.
    Into the Wild was published well before Into Thin Air.







    yeah......i realize that.......

    but he lost alot of credibility with Into Thin Air and when the "Into the Wild" controversy came up with the death and all that-----guessing he was trying to get his credibility back......

  7. #47
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    But I always keep in mind that Krakauer is a professional writer first, amateur mountaineer second.



    and from my memory------that's what alot of the other players in the everest tragedy called him out for.............some of them didnt necessarily agree with his version of events on the mountain.......

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    Quote Originally Posted by 4eyedbuzzard View Post
    Still, after everything is said and done regarding why he went off on his own, you're left with a very intelligent, educated young man who made a conscious decision to go off into the wilderness unprepared to survive. He was offered advice, extra supplies/gear, etc., by locals before he walked in. He pretty much refused to heed/respect advice from others who had his best interests in mind. And after 100 days or so he came to his senses and realized that he had failed and tried to walk out. But the river he had crossed was now too deep and strong. He didn't even have the map that would have showed a hand tram across the river less than a mile away, a map that would have saved his life. Arrogant? Foolhardy? Reckless? Naive? Romantic dreamer? A bit of all?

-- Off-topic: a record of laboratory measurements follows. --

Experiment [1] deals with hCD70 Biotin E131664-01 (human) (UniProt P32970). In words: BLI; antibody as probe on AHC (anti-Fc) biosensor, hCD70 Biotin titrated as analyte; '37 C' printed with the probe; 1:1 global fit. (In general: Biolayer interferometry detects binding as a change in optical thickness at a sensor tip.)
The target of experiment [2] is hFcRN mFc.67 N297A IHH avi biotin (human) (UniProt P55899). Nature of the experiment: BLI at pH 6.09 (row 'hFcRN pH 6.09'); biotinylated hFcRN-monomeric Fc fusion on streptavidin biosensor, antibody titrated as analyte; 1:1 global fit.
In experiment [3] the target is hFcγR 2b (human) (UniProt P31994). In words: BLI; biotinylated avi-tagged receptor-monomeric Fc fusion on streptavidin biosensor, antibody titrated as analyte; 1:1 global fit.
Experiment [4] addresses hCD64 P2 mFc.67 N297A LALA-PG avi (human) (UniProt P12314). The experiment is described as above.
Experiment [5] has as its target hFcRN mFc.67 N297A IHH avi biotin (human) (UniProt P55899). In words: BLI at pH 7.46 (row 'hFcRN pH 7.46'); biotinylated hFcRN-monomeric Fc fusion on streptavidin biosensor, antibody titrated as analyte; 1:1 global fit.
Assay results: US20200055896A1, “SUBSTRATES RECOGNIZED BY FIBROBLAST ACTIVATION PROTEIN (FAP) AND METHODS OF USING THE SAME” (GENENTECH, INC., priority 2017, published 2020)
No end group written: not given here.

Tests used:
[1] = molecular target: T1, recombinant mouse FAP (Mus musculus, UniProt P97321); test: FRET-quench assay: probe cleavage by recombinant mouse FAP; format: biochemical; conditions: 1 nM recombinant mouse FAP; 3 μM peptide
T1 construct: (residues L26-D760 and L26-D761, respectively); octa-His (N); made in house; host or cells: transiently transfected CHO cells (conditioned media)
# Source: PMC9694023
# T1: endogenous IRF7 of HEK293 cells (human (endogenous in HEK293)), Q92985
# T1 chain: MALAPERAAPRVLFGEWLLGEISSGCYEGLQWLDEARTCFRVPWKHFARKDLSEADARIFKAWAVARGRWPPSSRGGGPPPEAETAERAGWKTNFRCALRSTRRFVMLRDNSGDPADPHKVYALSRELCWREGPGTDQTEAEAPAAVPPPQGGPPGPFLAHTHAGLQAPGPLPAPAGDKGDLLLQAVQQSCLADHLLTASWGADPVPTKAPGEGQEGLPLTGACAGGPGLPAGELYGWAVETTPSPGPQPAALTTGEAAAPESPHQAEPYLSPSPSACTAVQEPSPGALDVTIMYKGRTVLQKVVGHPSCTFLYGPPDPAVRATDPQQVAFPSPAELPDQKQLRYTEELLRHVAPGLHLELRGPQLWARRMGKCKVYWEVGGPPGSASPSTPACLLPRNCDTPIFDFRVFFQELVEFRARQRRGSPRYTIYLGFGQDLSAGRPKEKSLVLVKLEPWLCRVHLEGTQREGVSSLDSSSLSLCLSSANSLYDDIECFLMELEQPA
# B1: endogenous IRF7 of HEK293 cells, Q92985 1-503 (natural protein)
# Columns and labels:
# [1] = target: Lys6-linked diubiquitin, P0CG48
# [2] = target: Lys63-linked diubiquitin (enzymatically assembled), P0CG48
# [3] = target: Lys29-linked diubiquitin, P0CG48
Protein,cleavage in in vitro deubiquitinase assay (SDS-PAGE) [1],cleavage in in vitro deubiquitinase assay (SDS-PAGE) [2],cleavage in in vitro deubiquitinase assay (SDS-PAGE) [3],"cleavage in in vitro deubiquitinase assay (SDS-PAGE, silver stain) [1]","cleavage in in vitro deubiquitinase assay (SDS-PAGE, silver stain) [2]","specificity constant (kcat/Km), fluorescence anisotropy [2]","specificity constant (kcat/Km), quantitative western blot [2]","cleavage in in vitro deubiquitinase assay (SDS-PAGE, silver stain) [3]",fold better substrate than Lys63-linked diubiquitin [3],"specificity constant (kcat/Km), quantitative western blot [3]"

you put it in a milder context than my "death wish" comment on page 1

    just like there is the category of crime that is "reckless homicide" (often drunk driving) - to me this was in a "reckless suicide" category

    similar to after the drunk driver kills someone - this kid wished he was not as careless after it was too late

  9. #49
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    Quote Originally Posted by TNhiker View Post